Escaping to England from a French embezzlement charge, widower Henry Scarlett is accompanied by daughter Sylvia who, to avoid detection, "disguises" herself as a boy, "Sylvester." They are ... See full summary »
Queen Elizabeth is running this show. The men in her court should be thinking about how to add to the glory of the Elizabethan Age and how to foil those pesky Spanish who got far too much ... See full summary »
William K. Howard
Mary Stuart returns to Scotland to rule as queen, to the chagrin of Elizabeth I of England who finds her a dangerous rival. There is much ado over whom Mary shall marry; to her later regret, she picks effete Lord Darnley over the strong but unpopular Earl of Bothwell. A palace coup leads to civil war and house arrest for Mary; she escapes and flees to England, where a worse fate awaits her. Written by
Rod Crawford <email@example.com>
John Ford lost interest in this film early on. He didn't think the story was very strong, and didn't like the blank verse dialog. The film did not do well at the box office and Ford seldom mentioned it in conversation. Later, during filming of Stagecoach (1939), Ford harassed several actors, notably John Wayne, about their performances. As he began with Thomas Mitchell, who played Doc Boone, Mitchell reportedly said, "Just remember, I saw 'Mary of Scotland'". Ford left him alone for the remainder of the shoot. See more »
A screen caption introduces a setting as "Holyrood Castle". Properly this building, now the monarch's official residence in Scotland, is known as the Palace of Holyroodhouse sometimes shortened to Holyroodhouse or Holyrood, but never as Holyrood Castle. See more »
Opening credits: "Like two fateful stars, Mary Stuart and Elizabeth Tudor appeared in the sixteenth century, to reign over two great nations in the making ... They were doomed to a life-and-death struggle for supremacy, a lurid struggle that still shines across the pages of history ... But today, after more than three centuries, they sleep side by side, at peace, in Westminster Abbey."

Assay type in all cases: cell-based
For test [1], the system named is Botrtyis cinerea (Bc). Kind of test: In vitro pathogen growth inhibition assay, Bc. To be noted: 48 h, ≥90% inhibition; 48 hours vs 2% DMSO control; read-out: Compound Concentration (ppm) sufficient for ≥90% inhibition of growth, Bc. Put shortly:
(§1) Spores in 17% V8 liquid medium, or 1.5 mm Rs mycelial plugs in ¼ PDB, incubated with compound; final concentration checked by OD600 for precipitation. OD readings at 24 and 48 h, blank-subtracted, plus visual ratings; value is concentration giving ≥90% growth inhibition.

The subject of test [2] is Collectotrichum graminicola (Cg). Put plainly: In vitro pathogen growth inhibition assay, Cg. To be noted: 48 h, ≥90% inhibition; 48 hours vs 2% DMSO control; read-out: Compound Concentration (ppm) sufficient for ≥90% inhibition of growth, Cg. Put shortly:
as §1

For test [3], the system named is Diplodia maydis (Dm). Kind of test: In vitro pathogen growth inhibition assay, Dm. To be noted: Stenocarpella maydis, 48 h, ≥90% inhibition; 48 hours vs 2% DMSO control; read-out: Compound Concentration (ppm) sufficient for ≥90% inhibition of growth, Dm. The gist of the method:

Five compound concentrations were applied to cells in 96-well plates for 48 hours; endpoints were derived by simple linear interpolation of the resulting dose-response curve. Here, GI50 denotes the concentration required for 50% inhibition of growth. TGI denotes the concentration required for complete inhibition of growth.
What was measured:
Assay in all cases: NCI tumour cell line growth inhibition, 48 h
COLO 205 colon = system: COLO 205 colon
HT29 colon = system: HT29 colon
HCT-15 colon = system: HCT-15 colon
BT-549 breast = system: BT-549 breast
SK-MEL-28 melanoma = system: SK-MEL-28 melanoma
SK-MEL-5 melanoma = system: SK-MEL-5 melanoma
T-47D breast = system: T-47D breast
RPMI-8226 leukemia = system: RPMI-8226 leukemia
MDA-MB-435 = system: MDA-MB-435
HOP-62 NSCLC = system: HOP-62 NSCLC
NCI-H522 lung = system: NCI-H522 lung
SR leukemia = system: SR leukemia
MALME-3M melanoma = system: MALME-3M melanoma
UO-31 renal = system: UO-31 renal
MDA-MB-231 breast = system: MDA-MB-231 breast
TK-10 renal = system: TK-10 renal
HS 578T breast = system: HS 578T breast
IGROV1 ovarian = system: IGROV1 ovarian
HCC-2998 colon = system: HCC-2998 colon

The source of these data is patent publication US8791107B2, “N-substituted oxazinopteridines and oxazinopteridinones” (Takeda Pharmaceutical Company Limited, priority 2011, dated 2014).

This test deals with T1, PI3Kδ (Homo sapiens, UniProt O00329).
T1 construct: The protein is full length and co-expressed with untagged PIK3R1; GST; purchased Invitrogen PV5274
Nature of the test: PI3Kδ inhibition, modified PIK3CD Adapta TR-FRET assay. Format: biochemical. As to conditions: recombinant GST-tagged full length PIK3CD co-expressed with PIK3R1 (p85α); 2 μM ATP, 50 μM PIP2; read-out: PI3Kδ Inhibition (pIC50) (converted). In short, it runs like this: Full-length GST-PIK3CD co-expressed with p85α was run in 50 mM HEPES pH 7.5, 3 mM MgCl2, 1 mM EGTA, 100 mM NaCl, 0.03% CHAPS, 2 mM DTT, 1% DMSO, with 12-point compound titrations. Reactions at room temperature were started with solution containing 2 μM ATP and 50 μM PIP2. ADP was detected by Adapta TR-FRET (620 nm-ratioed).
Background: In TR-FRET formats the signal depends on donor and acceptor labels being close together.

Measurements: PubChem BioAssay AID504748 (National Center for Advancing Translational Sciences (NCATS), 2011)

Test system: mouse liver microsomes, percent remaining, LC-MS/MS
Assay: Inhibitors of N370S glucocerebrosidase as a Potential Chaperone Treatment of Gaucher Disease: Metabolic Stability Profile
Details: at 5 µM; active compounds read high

The life story of Mary, Queen of Scots is a thoroughly engaging one. I recommend anyone who wants to know more about the history while being entertained at the same time to check out the two Jean Plaidy books, ROYAL ROAD TO FOTHERINGAY and its sequel, THE CAPTIVE QUEEN OF SCOTS - two great little novels that tell you all there is to know.
MARY OF Scotland is an all-too Hollywoodised version of the story that suffers from an exceptionally overlong running time, unfortunately. It's strange, because some parts of the production are exceptionally slow and boring, while 19 years of history is condensed into about five minutes. There are a few eventful bits but for the most part this is a drag.
The director is none other than John Ford, but despite the presence of such a cinematic luminary, he seems uninterested in the material which is lifeless as a result. Katharine Hepburn is also a disappointment as Mary herself, singularly failing to make the queen sympathetic in any way. Fredric March does what he can as Bothwell, and there are nice little roles for John Carradine and Moroni Olsen, but it's not enough.
I particularly disliked the way that some good little bits of history are omitted or simplified for no apparent reason. For instance, Douglas Walton's final scene didn't happen that way at all and much more drama could have been made of it. Instead all the focus is on the talk and its incessant and goes nowhere. The definitive story of Mary, Queen of Scots this certainly isn't.
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